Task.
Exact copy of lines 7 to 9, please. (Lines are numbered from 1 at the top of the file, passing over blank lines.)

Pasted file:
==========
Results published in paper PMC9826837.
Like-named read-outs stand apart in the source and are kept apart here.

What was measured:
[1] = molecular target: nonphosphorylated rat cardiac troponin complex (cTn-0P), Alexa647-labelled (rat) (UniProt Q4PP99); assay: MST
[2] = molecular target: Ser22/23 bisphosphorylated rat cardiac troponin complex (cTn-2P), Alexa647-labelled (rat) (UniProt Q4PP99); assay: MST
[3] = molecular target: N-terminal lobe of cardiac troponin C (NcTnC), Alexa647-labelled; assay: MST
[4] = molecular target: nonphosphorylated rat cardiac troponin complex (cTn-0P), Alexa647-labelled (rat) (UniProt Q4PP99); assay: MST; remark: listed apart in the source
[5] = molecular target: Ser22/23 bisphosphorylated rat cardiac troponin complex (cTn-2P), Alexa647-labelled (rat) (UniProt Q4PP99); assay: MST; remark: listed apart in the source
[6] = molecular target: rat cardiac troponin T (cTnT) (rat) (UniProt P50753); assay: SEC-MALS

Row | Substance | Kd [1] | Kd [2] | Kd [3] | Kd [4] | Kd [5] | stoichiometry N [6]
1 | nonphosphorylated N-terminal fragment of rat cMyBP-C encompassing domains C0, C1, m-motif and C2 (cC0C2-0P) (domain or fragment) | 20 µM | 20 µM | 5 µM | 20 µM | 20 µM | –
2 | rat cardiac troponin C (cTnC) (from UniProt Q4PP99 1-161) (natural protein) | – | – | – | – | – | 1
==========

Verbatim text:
[4] = molecular target: nonphosphorylated rat cardiac troponin complex (cTn-0P), Alexa647-labelled (rat) (UniProt Q4PP99); assay: MST; remark: listed apart in the source
[5] = molecular target: Ser22/23 bisphosphorylated rat cardiac troponin complex (cTn-2P), Alexa647-labelled (rat) (UniProt Q4PP99); assay: MST; remark: listed apart in the source
[6] = molecular target: rat cardiac troponin T (cTnT) (rat) (UniProt P50753); assay: SEC-MALS